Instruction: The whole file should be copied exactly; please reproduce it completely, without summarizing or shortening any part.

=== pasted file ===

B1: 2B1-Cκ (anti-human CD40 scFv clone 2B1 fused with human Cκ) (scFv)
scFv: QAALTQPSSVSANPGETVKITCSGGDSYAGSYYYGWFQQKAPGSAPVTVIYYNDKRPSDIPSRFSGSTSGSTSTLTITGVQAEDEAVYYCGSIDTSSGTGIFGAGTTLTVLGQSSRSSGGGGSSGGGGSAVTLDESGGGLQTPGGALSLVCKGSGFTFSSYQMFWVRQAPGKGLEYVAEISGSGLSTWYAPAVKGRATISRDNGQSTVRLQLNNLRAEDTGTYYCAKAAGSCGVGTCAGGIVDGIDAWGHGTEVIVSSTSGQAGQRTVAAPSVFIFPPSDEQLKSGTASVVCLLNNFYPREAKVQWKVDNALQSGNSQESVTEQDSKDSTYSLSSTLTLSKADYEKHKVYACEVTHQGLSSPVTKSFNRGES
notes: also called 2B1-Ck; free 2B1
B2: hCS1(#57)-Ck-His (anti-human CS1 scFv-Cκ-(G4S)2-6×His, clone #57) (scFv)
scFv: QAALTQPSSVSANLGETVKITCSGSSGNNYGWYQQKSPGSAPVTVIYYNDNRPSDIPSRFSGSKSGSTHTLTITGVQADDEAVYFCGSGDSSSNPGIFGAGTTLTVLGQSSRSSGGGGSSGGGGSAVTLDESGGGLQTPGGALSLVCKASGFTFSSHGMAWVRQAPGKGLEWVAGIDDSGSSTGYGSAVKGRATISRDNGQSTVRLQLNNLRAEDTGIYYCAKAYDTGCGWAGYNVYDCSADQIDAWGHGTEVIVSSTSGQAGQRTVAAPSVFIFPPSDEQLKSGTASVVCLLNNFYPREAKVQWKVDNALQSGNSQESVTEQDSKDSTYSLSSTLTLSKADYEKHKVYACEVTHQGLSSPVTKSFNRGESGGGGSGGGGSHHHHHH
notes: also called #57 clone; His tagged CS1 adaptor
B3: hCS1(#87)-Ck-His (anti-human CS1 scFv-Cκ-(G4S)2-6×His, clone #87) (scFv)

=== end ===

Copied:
B1: 2B1-Cκ (anti-human CD40 scFv clone 2B1 fused with human Cκ) (scFv)
scFv: QAALTQPSSVSANPGETVKITCSGGDSYAGSYYYGWFQQKAPGSAPVTVIYYNDKRPSDIPSRFSGSTSGSTSTLTITGVQAEDEAVYYCGSIDTSSGTGIFGAGTTLTVLGQSSRSSGGGGSSGGGGSAVTLDESGGGLQTPGGALSLVCKGSGFTFSSYQMFWVRQAPGKGLEYVAEISGSGLSTWYAPAVKGRATISRDNGQSTVRLQLNNLRAEDTGTYYCAKAAGSCGVGTCAGGIVDGIDAWGHGTEVIVSSTSGQAGQRTVAAPSVFIFPPSDEQLKSGTASVVCLLNNFYPREAKVQWKVDNALQSGNSQESVTEQDSKDSTYSLSSTLTLSKADYEKHKVYACEVTHQGLSSPVTKSFNRGES
notes: also called 2B1-Ck; free 2B1
B2: hCS1(#57)-Ck-His (anti-human CS1 scFv-Cκ-(G4S)2-6×His, clone #57) (scFv)
scFv: QAALTQPSSVSANLGETVKITCSGSSGNNYGWYQQKSPGSAPVTVIYYNDNRPSDIPSRFSGSKSGSTHTLTITGVQADDEAVYFCGSGDSSSNPGIFGAGTTLTVLGQSSRSSGGGGSSGGGGSAVTLDESGGGLQTPGGALSLVCKASGFTFSSHGMAWVRQAPGKGLEWVAGIDDSGSSTGYGSAVKGRATISRDNGQSTVRLQLNNLRAEDTGIYYCAKAYDTGCGWAGYNVYDCSADQIDAWGHGTEVIVSSTSGQAGQRTVAAPSVFIFPPSDEQLKSGTASVVCLLNNFYPREAKVQWKVDNALQSGNSQESVTEQDSKDSTYSLSSTLTLSKADYEKHKVYACEVTHQGLSSPVTKSFNRGESGGGGSGGGGSHHHHHH
notes: also called #57 clone; His tagged CS1 adaptor
B3: hCS1(#87)-Ck-His (anti-human CS1 scFv-Cκ-(G4S)2-6×His, clone #87) (scFv)